4 years ago

The public awareness of stillbirth: An Irish population study

K O'Donoghue, S Meaney, D Nuzum
Objective To evaluate the general population's awareness of stillbirth. Design A cross sectional telephone population survey. Setting A nationally representative sample of the Irish adult population. Sample 999 members of the Irish population selected by random digit dialling. Methods Data were analysed using descriptive and inferential statistics. Binary logistic regression was used to assess the odds of identifying risk factors for stillbirth. Main outcome measures Public knowledge of incidence, risk factors, causes and social awareness about stillbirth. Results Only a minority, 17%, of respondents correctly identified the incidence of stillbirth. Men and those aged over 45 were more likely to say they did not know when a stillbirth occurs. Over half, 56% of respondents were unable to identify any stillbirth risk factors. Half of respondents, 53%, believed that the cause of stillbirth was due to a problem with the baby, 39% a problem with the mother, while 31% believed stillbirth occurred as a result of the care provided to the mother. The majority, 79%, believed that all stillbirths should be medically investigated, although women were more likely to suggest this (82% v 76.4% p=0.043). Stillbirth had been represented in traditional and online media for 75% of respondents and 54% said they personally knew someone who had a stillbirth. Conclusions There is a lack of public knowledge concerning the incidence, risk factors and causes of stillbirth. Improved public health initiatives and antenatal education are warranted to increase awareness of stillbirth risk factors and to improve care and monitoring during pregnancy. This article is protected by copyright. All rights reserved.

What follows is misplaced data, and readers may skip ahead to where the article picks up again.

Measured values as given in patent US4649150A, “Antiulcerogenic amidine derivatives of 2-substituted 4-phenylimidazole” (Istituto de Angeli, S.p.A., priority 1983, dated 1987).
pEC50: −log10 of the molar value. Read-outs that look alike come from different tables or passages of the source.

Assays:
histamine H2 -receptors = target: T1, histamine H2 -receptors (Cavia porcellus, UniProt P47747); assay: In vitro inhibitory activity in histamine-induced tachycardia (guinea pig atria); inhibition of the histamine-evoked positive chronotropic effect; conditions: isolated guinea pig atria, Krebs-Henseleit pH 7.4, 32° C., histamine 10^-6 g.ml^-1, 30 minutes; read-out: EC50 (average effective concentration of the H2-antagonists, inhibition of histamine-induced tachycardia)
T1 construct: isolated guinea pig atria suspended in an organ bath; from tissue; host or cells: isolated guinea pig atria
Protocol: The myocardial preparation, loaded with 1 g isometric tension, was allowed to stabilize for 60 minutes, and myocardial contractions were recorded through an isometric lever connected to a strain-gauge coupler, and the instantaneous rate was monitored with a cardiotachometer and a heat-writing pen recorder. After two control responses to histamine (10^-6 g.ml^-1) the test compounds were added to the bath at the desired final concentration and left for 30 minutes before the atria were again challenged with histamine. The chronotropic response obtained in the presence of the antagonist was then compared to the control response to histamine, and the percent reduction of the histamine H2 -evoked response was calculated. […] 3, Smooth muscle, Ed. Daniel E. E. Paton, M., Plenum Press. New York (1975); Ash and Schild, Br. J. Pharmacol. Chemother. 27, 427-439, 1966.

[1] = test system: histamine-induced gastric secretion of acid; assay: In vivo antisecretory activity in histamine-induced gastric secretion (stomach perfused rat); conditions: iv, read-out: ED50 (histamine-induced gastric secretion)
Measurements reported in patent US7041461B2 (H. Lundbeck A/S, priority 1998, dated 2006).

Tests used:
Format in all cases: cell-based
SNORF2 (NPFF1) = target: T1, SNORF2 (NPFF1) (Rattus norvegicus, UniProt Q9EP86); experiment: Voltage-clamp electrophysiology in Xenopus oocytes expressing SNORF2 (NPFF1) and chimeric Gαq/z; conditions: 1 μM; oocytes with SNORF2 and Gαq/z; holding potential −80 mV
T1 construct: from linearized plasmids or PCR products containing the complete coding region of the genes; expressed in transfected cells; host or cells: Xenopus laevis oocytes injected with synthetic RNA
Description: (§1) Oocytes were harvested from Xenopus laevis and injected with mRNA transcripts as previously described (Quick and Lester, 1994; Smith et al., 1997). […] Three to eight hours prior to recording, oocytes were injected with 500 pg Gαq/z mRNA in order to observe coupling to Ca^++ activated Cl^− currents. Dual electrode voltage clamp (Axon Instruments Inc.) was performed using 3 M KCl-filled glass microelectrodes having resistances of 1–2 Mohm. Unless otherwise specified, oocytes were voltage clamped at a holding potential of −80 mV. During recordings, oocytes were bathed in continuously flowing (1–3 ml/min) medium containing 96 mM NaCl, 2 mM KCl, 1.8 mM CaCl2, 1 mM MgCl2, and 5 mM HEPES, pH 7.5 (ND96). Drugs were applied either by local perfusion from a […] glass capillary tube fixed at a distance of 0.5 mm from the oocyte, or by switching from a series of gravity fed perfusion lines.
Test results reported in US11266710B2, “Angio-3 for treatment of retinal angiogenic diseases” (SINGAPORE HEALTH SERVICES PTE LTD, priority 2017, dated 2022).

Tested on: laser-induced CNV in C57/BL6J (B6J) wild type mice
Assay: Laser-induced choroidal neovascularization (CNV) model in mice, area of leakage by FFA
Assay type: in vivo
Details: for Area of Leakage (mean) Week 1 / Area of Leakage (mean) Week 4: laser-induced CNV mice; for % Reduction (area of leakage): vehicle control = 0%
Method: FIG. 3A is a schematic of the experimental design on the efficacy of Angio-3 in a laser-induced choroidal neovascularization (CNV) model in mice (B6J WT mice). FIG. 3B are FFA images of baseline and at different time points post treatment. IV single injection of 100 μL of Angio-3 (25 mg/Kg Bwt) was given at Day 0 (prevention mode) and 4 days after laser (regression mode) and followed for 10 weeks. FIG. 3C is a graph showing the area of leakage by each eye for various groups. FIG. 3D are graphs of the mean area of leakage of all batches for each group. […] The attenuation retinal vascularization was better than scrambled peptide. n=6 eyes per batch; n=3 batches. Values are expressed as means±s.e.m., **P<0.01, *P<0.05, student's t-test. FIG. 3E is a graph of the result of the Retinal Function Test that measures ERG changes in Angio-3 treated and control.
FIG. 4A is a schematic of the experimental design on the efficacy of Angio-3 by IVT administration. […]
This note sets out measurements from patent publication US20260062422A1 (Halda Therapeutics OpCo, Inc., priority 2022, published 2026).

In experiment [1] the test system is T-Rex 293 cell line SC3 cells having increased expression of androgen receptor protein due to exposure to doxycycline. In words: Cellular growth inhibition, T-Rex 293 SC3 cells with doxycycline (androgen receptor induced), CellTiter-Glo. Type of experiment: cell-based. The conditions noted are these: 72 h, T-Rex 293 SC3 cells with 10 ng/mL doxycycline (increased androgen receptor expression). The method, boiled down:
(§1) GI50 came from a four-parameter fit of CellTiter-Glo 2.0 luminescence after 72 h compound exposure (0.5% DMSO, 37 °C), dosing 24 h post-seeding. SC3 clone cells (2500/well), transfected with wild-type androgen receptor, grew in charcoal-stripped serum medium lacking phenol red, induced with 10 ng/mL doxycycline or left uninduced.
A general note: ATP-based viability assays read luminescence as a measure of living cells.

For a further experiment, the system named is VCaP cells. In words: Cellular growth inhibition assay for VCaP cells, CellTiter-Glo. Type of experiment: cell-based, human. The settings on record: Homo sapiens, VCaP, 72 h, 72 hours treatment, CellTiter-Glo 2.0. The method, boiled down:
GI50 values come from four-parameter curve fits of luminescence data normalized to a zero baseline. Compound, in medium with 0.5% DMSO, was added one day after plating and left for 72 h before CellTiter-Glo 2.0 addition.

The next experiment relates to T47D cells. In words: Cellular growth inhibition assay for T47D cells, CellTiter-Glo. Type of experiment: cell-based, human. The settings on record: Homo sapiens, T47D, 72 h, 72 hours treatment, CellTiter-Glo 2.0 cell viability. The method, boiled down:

Publisher URL: http://onlinelibrary.wiley.com/resolve/doi

DOI: 10.1111/1471-0528.14939

You might also like
Discover & Discuss Important Research

Keeping up-to-date with research can feel impossible, with papers being published faster than you'll ever be able to read them. That's where Researcher comes in: we're simplifying discovery and making important discussions happen. With over 19,000 sources, including peer-reviewed journals, preprints, blogs, universities, podcasts and Live events across 10 research areas, you'll never miss what's important to you. It's like social media, but better. Oh, and we should mention - it's free.

  • Download from Google Play
  • Download from App Store
  • Download from AppInChina

Researcher displays publicly available abstracts and doesn’t host any full article content. If the content is open access, we will direct clicks from the abstracts to the publisher website and display the PDF copy on our platform. Clicks to view the full text will be directed to the publisher website, where only users with subscriptions or access through their institution are able to view the full article.